(I) Solid steel rod with a minimum outside diameter of 1/4 inch;

(II) Fiberglass or aluminum rod with a minimum outside diameter of 1/2 inch; or

(III) Steel or aluminum tubing with a minimum outside diameter of 1/2 inch and a minimum wall thickness of 1/8 inch (also known as schedule 40 tubing).

(ii) Method of attachment. A hard TED must be sewn into the trawl around the entire circumference of the TED with heavy twine.

(iii) Angle of deflector bars.

(I) The angle of the deflector bars must be between 30 degrees and 55 degrees from the normal, horizontal flow through the interior of the trawl, except:

(II) In a hard TED with the position of the escape opening at the bottom of the trawl when the trawl is in its deployed position, the angle of the deflector bars from the normal, horizontal flow through the interior of the trawl, at any point, must not exceed 55 degrees, and:

(-a-) If the deflector bars that run from top to bottom are attached to the bottom frame of the TED, the angle of the bottom-most 4 inches of each deflector bar, measured along the bars, must not exceed 45 degrees;

(-b-) If the deflector bars that run from top to bottom are not attached to the bottom frame of the TED, the angle of the imaginary lines connecting the bottom frame of the TED to the bottom end of each deflector bar which runs from top to bottom must not exceed 45 degrees.

(iv) Space between bars. The space between deflector bars and between the deflector bars and the frame must not exceed 4 inches.

(v) Direction of bars. The deflector bars must run from top to bottom of the TED, as the TED is positioned in the trawl, except that up to four of the bottom bars and two of the top bars, including the frame, may run from side to side of the TED.

(vi) Position of escape opening. The entire width of the escape opening from the trawl must be centered on and immediately forward of the frame at either the top or bottom of the trawl when the trawl is in its deployed position. The escape opening must be at the top of the trawl when the slope of the deflector bars from forward to aft is upward, and must be at the bottom when such slope is downward. For a single-grid TED, the escape opening must be cut horizontally along the same plane as the TED, and may not be cut in a fore-and-aft direction.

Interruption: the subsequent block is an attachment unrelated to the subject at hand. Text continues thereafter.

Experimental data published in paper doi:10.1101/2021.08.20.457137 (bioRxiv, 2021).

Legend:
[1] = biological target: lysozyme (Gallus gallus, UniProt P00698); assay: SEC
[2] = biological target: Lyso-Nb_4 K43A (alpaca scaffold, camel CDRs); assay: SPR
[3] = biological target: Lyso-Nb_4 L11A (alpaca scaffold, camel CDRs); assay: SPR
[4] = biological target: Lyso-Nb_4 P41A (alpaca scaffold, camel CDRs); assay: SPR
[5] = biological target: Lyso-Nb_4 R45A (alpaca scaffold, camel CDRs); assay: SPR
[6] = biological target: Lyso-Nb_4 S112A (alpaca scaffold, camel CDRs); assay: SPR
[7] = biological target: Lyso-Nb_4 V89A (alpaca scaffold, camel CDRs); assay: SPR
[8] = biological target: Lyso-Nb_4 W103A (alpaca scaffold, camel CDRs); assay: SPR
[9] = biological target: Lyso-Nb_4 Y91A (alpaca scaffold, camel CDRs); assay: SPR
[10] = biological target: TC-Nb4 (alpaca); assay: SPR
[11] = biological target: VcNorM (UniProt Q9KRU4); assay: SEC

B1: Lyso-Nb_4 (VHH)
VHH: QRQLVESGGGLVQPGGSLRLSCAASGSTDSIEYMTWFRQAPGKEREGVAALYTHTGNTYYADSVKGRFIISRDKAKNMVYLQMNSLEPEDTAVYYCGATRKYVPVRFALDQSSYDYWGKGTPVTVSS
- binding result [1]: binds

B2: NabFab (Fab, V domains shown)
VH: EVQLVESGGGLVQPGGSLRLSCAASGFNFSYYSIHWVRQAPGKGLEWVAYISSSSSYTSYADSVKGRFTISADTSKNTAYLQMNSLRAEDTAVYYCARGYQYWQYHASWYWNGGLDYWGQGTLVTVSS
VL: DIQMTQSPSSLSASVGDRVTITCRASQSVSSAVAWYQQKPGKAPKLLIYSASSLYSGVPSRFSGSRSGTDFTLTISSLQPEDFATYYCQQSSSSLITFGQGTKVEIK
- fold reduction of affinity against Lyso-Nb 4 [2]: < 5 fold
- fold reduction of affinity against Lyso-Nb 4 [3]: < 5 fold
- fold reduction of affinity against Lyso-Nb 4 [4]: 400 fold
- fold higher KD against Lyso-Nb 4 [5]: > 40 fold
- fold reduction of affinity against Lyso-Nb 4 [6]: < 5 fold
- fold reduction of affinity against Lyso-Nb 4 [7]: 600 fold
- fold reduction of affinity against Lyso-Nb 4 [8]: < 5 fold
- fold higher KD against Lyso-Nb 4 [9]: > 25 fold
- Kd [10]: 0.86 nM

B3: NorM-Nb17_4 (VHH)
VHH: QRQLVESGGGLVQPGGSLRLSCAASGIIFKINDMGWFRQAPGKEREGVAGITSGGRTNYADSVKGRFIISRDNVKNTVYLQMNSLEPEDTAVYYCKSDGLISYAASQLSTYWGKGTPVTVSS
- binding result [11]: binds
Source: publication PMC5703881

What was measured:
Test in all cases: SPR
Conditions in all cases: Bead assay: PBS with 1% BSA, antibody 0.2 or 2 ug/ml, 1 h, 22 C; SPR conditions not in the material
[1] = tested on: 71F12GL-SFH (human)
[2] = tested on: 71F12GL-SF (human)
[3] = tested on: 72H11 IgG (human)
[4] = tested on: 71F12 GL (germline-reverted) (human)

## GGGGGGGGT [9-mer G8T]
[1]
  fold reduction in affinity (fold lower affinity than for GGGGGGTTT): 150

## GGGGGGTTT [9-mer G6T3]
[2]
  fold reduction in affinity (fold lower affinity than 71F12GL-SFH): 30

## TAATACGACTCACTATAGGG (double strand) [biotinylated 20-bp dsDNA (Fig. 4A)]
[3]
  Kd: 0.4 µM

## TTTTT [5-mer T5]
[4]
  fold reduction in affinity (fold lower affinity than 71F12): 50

(vii) Size of escape opening.

(I) Hooped hard TED. The escape opening must not be smaller than 25 inches by 25 inches. A door frame may not be used over the escape opening.

(II) Single-grid hard TED — The cut in the trawl webbing for the escape opening cannot be narrower than the outside width of the grid minus 4 inches on both sides of the grid, when measured as a straight line width. The resulting escape opening in the trawl webbing must measure at least 32 inches in horizontal taut length and, simultaneously, 10 inches in vertical taut height. The vertical measurement must be taken at the midpoint of the horizontal measurement.

(viii) Size of hoop or grid.

(I) Hooped hard TED.

(-a-) An oval front hoop on a hard TED must have an inside horizontal measurement of at least 32 inches and an inside vertical measurement of at least 20 inches.

(-b-) A circular front hoop on a hard TED must have an inside diameter of at least 32 inches.

(II) Single-grid hard TED. A single-grid hard TED must have an inside horizontal and vertical measurement of at least 28 inches. The required inside measurements must be at the mid-point of the deflector grid.

(ix) Flotation. Flotation is required on all hard TEDs with bottom escape openings.

(I) Installation and construction requirements:

(-a-) floats must be attached to the top one-half of the TED;

(-b-) floats may be attached either outside or inside the trawl;

(-c-) floats must be attached with heavy twine or rope;

(-d-) floats must be constructed of aluminum, hard plastic, expanded polyvinyl chloride, or expanded vinyl acetate unless otherwise specified.

(II) Flotation compliance options. The requirements of this clause may be satisfied if any of the criteria below are met.